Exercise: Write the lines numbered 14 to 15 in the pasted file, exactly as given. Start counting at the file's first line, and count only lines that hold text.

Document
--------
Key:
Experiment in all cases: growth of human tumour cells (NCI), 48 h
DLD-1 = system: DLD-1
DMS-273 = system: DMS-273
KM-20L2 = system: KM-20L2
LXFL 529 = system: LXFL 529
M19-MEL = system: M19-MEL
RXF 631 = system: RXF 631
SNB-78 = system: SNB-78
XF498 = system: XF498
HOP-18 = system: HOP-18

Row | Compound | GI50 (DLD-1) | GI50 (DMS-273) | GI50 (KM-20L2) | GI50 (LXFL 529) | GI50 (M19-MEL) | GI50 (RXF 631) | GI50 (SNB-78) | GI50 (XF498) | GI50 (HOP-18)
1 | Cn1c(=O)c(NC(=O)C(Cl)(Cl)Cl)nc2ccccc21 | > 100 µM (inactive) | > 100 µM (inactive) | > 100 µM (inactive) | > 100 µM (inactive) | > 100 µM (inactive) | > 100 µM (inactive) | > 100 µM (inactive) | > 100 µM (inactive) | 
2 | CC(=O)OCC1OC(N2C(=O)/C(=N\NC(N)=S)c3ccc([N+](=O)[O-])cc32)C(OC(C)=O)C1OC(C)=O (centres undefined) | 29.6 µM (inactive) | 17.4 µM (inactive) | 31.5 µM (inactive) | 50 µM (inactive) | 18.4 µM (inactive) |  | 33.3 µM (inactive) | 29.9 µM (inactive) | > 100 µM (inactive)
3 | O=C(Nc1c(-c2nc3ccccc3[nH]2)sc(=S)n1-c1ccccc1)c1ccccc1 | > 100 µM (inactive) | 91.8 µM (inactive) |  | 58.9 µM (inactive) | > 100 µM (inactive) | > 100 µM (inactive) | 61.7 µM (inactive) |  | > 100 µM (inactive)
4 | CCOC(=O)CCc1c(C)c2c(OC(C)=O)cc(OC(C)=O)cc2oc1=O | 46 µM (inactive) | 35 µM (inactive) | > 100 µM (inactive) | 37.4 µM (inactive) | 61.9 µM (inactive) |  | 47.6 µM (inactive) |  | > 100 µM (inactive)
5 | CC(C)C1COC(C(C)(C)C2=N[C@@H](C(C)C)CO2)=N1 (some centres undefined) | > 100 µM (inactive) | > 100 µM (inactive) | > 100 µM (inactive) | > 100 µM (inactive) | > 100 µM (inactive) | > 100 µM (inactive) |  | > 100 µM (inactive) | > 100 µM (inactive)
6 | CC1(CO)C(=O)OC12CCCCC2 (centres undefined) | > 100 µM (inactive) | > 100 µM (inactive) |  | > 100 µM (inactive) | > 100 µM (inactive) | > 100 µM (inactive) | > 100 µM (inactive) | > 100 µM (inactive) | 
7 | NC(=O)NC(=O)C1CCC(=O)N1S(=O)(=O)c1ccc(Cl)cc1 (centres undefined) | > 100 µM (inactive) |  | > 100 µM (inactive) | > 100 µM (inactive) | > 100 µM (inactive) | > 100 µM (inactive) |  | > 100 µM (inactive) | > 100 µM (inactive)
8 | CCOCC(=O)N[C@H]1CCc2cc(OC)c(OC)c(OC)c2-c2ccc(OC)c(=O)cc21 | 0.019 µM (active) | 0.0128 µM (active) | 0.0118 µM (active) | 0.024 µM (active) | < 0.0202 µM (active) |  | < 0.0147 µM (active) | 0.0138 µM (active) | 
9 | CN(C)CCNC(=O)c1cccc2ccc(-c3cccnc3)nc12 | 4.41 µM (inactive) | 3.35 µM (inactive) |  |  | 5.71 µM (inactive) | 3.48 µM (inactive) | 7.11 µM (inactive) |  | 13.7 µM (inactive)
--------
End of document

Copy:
2 | CC(=O)OCC1OC(N2C(=O)/C(=N\NC(N)=S)c3ccc([N+](=O)[O-])cc32)C(OC(C)=O)C1OC(C)=O (centres undefined) | 29.6 µM (inactive) | 17.4 µM (inactive) | 31.5 µM (inactive) | 50 µM (inactive) | 18.4 µM (inactive) |  | 33.3 µM (inactive) | 29.9 µM (inactive) | > 100 µM (inactive)
3 | O=C(Nc1c(-c2nc3ccccc3[nH]2)sc(=S)n1-c1ccccc1)c1ccccc1 | > 100 µM (inactive) | 91.8 µM (inactive) |  | 58.9 µM (inactive) | > 100 µM (inactive) | > 100 µM (inactive) | 61.7 µM (inactive) |  | > 100 µM (inactive)